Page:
my fellow brothers and sisters,
victims of Xenophobic attacks in
South Africa and their bereaving families and relatives back home;
this work is heartily dedicated”.
My deepest words of gratitude are particularly expressed to Avril Benoliel,
whose face looked disgraced and worried during xenophobia
but whose hand and heart were strongly ready to support and encourage me whenever possible; and to my friend
David Akechi Songwa wa Ese’wa;
the sole man who cruised with me around the vicinities of Cape Town aggregating data when we were terribly fussed by Xenophobic blow that has reached Western Cape.
A day after xenophobic attacks had struck the shanty town of Alexandra in Gauteng Province; I received a call from Mr Mlabo telling me, “My friend the situation here looks bad. It grows from bad
to worse! South Africans here are busy killing us. The angry mob is seriously hunting us and I don’t think whether it is just a mere conflict!”
That had niggled me. My face looked pale and tears had drawn on it after having watchedSABC News how foreigners were killed, chased and displaced!
The News heading on every TV channels was about Xenophobia.
I asked myself what is it all about?I drew a dictionary closer to me for the quest a depth meaning. I finally realized that Xenophobia, whatever it might be, is hate, chauvinism, racial
intolerance, racism, dislike of foreigners.
Hate over foreigners to me was not something new and fresh in South Africa and elsewhere in our globe. But when South Africans’ hate against foreigners involved killing, pillaging and burning
people alive to me, it became felony or crime!
My body shook but my spirit was strong. I stood up troubled and left for town in order to find out more info over situation. I switched off my computer and called Mr fellow Kenyan, Mr Vincent
Omondi to investigate the chaos. A few hours later, I picked up my phone and called Mlabo who told me again, “My friend nothing has stopped yet!”
It was, as from these talks that I began the journey towards standing as a peacock to record our Bloody History and adventure that we have faced during our migration to South Africa.
A night of Du Noon’s eruption in Cape Town, Mr Sadiki Ramazani, a fellow from Congo called me and said, “Du Noon is at Stake! I am working seven Kilometres from that place tonight and now we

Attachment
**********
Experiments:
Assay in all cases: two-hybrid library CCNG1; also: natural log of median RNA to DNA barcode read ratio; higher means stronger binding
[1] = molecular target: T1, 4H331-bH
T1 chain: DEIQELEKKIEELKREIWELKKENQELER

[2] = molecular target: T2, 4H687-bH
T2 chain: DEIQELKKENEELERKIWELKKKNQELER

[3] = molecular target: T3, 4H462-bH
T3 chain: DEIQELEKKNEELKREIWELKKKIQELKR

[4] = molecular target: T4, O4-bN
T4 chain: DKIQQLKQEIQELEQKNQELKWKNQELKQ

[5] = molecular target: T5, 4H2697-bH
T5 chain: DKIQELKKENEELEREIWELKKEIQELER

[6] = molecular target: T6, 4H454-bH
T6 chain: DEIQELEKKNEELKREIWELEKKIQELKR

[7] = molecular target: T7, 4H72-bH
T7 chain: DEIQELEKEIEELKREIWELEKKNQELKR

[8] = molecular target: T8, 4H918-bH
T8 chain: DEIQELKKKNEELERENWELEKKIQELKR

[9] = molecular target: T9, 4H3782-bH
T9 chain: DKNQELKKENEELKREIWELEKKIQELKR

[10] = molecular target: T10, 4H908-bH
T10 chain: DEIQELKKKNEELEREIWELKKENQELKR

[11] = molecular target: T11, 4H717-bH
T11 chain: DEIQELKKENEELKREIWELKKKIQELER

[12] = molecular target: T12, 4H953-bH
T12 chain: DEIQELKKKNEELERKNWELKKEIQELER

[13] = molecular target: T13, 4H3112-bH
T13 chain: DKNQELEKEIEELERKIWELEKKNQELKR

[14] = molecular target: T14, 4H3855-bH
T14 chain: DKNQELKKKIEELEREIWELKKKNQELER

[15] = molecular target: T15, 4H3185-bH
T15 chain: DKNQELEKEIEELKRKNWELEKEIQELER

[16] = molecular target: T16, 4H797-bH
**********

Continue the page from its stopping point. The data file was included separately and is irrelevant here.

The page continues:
are receiving foreigners from that area”.I took my phone and called Tiphanie and her sister, foreign residents in that area from Malawi who later confirmed me, “Things are too bad here.
If you have car, please come and rescue us my brother. We are being hidden in a neighbourhood, just opposite our home”.
I tried to get hold with the police, the number seemed busy for a couple of minutes; but I finally managed to talk to a police station that side of Millerton who said that Police are busy
helping. We remained incommunicado the whole night, until in the morning when they confirmed that they were rescued.
However, within no time, a period less than two, xenophobia that erupted as a small conflict in Alexandra until the Cape Town revolution, had killed more 50 people, injured many foreigners and
looted their properties that cost millions of Rand. It was around these crossroads of crossing the morass of xenophobia that I decided to write, “Bloody Migration to South
Africa” with a motive of recording our own bloody episode. Our exile that became a nightmare!
ABOUT THE AUTHOR
Dadier Malango Abdalah
Dadier was born at Swima (Zone of Fizi) in the Eastern part of the Democratic
Republic of Congo. He exiled in Kenya where he was grazed after the skirmishes had gradually escalated into a full-scale war in his state. In Nairobi he taught at Bright Field Academy, Glad
Toto Academy, Saint Gabriel Academy, Lemanton College and at Mass Communications College in Dar-Es- Salaam, Tanzania. He eventually left Nairobi for Egypt, Overseas and Southern Africa for the
quest of greater ideals.
Finally, a teacher, a writer and a young religious and political aspirant, Dadier nowadays lives in Cape Town devoting himself to Creative Writing as a freelance writer and essayist of short
He is the HR Director & Chairman of the Displaced Refugee Network, a global Voice for Refugees.